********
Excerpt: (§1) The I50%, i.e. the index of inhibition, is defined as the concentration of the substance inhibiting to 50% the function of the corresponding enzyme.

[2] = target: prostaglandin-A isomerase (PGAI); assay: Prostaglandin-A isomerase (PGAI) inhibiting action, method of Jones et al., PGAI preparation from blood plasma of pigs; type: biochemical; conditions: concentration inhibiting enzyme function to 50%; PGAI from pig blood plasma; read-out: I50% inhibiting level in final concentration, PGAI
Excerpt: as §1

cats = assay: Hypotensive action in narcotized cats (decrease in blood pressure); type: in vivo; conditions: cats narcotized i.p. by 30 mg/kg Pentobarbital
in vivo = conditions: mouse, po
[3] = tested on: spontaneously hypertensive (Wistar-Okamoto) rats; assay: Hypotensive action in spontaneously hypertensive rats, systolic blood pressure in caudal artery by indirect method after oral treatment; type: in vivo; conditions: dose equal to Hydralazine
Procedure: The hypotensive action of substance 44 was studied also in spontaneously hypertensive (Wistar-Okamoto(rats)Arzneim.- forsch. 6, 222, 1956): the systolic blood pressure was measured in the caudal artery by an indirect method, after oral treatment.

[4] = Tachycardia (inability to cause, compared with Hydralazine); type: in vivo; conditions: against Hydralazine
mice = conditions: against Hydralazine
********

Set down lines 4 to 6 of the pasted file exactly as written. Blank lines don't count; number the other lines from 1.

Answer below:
cats = assay: Hypotensive action in narcotized cats (decrease in blood pressure); type: in vivo; conditions: cats narcotized i.p. by 30 mg/kg Pentobarbital
in vivo = conditions: mouse, po
[3] = tested on: spontaneously hypertensive (Wistar-Okamoto) rats; assay: Hypotensive action in spontaneously hypertensive rats, systolic blood pressure in caudal artery by indirect method after oral treatment; type: in vivo; conditions: dose equal to Hydralazine